Mixed Dementia Symptoms and Diagnosis

Mixed dementia, also known as multifactorial dementia or “Dementia-multifactorial”, represents a neurological condition characterized by simultaneous presence of more than one type of dementia.

What is Mixed Dementia?

Mixed dementia is considered as the most common form of dementia in elderly people. In a majority of cases, mixed dementia involves a combination of Alzheimer’s disease and vascular dementia. However, a number of other combinations are also possible; for example, it is often characterized by the symptoms of Alzheimer’ disease and Lewy body dementia.

Scientific studies evaluating characteristic changes in the brains of dementia affected people have revealed that most of the people who are over age of 80 suffer from mixed dementia caused by Alzheimer’s disease, vascular dementia, and/or other neurodegenerative diseases.

Such high occurrence of mixed dementia in elderly people suggests that age-related changes in the body may be associated with the pathogenesis of this neurodegenerative disorder. In addition, presence of vascular dementia-related symptoms indicates that vascular risk factors, such as high blood pressure, altered heartbeat, diabetes and high cholesterol, may also increase the risk of developing mixed dementia.  

Alzheimer
Alzheimer's disease with MRI. Image Credit: Atthapon Raksthaput / Shutterstock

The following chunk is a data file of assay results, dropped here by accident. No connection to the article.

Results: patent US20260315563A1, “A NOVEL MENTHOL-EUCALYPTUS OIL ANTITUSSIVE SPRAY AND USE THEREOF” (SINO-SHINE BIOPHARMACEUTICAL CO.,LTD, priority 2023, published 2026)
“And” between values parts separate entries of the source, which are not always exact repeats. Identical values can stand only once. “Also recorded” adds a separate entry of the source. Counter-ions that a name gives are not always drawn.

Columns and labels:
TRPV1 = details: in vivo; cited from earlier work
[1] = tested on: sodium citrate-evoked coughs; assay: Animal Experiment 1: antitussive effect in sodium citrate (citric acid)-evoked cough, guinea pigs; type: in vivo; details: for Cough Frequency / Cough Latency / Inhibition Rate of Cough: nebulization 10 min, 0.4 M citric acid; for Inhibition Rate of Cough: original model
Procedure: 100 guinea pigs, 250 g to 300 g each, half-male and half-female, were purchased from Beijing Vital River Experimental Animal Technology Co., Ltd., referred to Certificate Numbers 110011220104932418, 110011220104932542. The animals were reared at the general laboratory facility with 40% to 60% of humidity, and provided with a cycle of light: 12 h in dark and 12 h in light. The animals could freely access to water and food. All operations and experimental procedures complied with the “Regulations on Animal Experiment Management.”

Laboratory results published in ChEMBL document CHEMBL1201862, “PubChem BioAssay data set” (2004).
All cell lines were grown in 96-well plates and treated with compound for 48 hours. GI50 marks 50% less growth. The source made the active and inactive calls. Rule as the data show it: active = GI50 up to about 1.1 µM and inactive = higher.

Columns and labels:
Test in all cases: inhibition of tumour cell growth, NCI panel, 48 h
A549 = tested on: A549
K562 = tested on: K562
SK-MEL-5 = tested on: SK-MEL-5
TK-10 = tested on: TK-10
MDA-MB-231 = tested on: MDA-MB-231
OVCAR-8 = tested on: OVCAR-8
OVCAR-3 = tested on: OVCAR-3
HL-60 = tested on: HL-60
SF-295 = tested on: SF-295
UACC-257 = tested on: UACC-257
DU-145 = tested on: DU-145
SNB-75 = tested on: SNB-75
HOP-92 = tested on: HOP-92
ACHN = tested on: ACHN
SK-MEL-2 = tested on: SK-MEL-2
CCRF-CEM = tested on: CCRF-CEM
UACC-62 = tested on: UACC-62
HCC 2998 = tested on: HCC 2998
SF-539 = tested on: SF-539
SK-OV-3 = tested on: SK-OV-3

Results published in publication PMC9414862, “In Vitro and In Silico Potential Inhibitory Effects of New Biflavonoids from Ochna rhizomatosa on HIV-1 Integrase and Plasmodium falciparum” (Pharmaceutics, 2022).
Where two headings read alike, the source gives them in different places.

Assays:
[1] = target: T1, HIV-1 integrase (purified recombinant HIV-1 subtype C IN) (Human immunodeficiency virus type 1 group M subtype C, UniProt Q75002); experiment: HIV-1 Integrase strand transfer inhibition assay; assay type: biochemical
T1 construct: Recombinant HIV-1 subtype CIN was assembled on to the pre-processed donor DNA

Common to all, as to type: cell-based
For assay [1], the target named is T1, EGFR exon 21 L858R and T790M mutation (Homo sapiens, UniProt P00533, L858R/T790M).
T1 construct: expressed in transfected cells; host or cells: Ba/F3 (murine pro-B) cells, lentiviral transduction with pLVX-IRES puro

Symptoms of Mixed Dementia

Since mixed dementia involves symptoms of more than one pathological condition, it is difficult to clinically separate them from each other. Therefore, symptoms of mixed dementia often vary from person to person, depending on the types of dementia present.

To effectively identify mixed dementia symptoms, it is important to study the pathological features of individual contributor, as well as to understand at what level contributing pathologies influence each other.

Symptoms of Alzheimer’s disease

Alzheimer disease is an irreversible, progressive, neurodegenerative disorder that accounts for almost 60-80% of all dementia cases. In cases of mixed dementia, cognitive decline due to Alzheimer’s pathology varies from person to person and significantly depends on other pathological conditions involved.

The main symptom of Alzheimer’s disease is loss of memory and learning difficulties. Other symptoms include impaired cognitive ability such as difficulty thinking and understanding, delusion, confusion, disorientation, lack of concentration, as well as other symptoms.

Behavioral problems such as mood changes, altered personality, suspicious behavior, restlessness; as well as psychological problems such as depression, hallucination, paranoia, etc.      

Vascular and Lewy Body Dementia

Vascular dementia is broadly characterized by progressive loss of memory and cognitive decline. Vascular risk factors that damage blood vessels, reduce blood circulation, and decrease oxygen and nutrient supply to the brain can contribute significantly to the pathogenesis of vascular dementia. Blockage of a brain artery due to stroke also increases the risk of developing the illness.

The symptoms in vascular dementia are very much similar to Alzheimer’s; while memory loss is more prominent in case of Alzheimer’s disease, vascular dementia is mostly characterized by attention deficit, lack of reasoning, problems with organizing thoughts or actions, slow thinking process, confusion, etc.